Youth Cancer


A medulloblastoma is a brain tumour that develops in the early undeveloped cells of the brain.

  • A medulloblastoma is a type of tumour called a PNET (a Primitive Neuroectodermal Tumour).
  • Medulloblastomas develop in the cerebellum but may spread to other parts of the brain and the spinal column through the CSF (cerebrospinal fluid).


What Causes it?

The causes of a medulloblastoma are unknown. This is the case with lots of brain cancers.


What are the Symptoms?

  • Having lots of headaches
  • Nausea and vomiting
  • Problems with vision

The above are all symptoms of a medulloblastoma. This is due to the tumour taking up space in the head, which can cause swelling (know as increased intracranial pressure – ICP)

  • As the cerebellum is the part of the brain that controls muscle coordination, a tumour in this area may cause problems with balance, coordination and walking. Speech can also be affected, and words may be slurred or muddled.
  • If the tumour has spread to the spinal cord, symptoms may include back pain, difficulty walking and problems with bowel or bladder control.

Remember: If you have any of these symptoms you should have them checked by your doctor - but remember, they are common to many illnesses.


How is it Diagnosed?

After visiting a GP a referral will probably be made to a hospital for some tests. These may include:

  • Neurological examination
  • X-rays
  • Blood test
  • Biopsy
  • MRI
  • CT scan
  • Lumbar puncture. This is to determine if there are any cancer cells in the CSF.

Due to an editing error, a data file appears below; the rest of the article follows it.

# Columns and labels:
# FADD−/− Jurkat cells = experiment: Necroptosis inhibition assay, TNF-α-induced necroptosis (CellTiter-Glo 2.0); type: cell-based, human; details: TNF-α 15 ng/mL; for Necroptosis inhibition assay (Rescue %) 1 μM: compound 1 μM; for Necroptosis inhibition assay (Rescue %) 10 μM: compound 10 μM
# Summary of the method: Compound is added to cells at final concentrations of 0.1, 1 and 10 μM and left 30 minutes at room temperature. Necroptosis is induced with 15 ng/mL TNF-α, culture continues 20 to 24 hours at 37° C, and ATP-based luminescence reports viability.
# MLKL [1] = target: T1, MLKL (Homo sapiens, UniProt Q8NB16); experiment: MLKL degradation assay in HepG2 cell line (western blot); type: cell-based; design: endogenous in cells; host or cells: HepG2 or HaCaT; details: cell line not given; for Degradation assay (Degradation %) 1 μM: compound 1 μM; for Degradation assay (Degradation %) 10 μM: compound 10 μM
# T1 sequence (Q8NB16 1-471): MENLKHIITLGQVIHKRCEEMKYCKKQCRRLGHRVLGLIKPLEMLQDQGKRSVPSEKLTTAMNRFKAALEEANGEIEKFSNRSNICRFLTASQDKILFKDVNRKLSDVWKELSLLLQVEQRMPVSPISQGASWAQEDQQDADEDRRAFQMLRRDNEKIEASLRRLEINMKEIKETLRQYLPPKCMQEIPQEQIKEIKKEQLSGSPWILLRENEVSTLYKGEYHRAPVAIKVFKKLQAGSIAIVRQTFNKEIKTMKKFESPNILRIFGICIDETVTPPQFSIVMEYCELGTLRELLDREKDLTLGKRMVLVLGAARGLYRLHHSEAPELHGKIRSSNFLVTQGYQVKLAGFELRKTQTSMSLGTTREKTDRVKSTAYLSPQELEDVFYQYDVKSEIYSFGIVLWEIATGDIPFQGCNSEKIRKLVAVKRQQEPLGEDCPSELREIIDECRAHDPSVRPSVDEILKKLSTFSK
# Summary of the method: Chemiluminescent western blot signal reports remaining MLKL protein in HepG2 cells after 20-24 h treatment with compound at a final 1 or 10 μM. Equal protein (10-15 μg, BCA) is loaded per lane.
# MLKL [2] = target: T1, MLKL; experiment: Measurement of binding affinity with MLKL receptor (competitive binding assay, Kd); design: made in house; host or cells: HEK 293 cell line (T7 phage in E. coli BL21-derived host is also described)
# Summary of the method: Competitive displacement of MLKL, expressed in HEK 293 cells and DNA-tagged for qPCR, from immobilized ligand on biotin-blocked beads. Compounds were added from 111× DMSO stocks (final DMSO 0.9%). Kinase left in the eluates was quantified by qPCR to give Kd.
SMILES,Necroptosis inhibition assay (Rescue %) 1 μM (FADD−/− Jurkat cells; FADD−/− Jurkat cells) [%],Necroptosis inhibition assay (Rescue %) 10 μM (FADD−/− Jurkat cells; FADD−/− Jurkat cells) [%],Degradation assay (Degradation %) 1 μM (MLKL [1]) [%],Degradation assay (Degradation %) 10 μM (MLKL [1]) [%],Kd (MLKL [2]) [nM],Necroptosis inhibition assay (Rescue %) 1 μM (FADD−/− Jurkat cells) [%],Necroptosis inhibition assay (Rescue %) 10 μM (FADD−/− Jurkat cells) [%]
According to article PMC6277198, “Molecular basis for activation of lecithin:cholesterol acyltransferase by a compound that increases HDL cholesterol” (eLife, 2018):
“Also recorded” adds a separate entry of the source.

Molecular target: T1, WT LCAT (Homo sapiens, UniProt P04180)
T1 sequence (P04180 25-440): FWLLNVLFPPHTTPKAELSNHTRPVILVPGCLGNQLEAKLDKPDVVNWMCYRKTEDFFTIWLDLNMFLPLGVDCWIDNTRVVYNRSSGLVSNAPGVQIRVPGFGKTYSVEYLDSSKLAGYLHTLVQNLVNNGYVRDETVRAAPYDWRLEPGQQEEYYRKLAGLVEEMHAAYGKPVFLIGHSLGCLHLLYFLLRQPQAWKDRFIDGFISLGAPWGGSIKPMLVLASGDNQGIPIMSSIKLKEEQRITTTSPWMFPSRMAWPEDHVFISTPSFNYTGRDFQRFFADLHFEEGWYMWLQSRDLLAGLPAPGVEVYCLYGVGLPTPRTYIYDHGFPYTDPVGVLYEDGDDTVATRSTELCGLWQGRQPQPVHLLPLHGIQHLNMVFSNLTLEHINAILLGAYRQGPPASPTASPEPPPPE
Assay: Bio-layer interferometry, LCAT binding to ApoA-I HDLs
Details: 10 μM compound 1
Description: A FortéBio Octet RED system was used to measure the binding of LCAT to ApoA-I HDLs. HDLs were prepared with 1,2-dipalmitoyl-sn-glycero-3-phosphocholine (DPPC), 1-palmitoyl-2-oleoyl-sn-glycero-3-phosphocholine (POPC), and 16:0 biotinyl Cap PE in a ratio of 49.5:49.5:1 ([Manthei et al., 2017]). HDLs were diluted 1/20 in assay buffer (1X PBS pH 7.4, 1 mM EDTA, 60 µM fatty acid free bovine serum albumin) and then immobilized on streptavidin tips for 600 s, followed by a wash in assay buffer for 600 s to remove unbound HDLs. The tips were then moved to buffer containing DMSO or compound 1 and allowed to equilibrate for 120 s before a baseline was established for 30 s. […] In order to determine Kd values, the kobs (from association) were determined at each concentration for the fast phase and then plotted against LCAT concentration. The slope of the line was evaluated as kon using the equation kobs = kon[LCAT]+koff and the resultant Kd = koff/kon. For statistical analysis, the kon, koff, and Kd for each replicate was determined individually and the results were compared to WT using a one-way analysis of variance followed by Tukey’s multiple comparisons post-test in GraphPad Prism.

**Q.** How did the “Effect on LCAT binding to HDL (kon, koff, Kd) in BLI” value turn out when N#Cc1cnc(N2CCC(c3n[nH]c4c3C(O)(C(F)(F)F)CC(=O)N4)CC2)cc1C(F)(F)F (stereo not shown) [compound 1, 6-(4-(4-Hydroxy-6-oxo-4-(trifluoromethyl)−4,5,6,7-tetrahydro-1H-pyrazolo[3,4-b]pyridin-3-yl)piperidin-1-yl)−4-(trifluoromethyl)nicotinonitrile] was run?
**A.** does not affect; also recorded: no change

For more information check out our Tests page.

If the results of the test show the presence of a medulloblastoma, another referral will be made to a doctor who specialises in the treatment of diseases of the brain, (called a neurologist), a neurosurgeon (a brain surgeon) and an oncologist (cancer doctor).


How is it Treated?

A team of doctors and other staff at the hospital will plan the treatment. It will depend on the size of the tumour and where it is.

Treatment may be undertaken by an oncologist(a doctor who specialises in treating cancer with chemotherapy) a neurosurgeon (a surgeon who specialises in brain surgery) and a radiologist (a doctor who specialises in treating cancer with radiation).

Treatment may involve:

  • Surgery
  • Radiotherapy
  • Chemotherapy

Steroids may also be given to decrease the swelling caused by the tumour.

Surgery for a medulloblastoma

  • The aim of surgery is to remove as much tumour as possible. A medulloblastoma may block the ventricles (draining tubes) in the brain, causing a build up of CSF. Often a shunt or drain is then inserted to drain the excess fluid away. 
  • It can be very difficult to remove the entire tumour, so radiotherapy and chemotherapy are given after surgery.
  • Some tumours may not be treatable through surgery so the doctor will decide on other forms of treatment.

For more information go to our surgery fact sheet.

Radiotherapy for a medulloblastoma

  • Radiotherapy may be used to destroy any remaining tumour that is not removed through surgery. As a medulloblastoma may spread to the spinal cord, radiotherapy is given to both the brain and spinal cord.
  • If the patient is a child under 4 years, then radiotherapy is not generally used as treatment.

For more information go to our radiotherapy fact sheet.

Chemotherapy for a medulloblastoma

  • Chemotherapy may be used to shrink the size of the tumour and to get rid of any cancer cells around the body. If the patient is a young child, then chemotherapy may be given instead of radiotherapy.

For more information go to our chemotherapy fact sheet.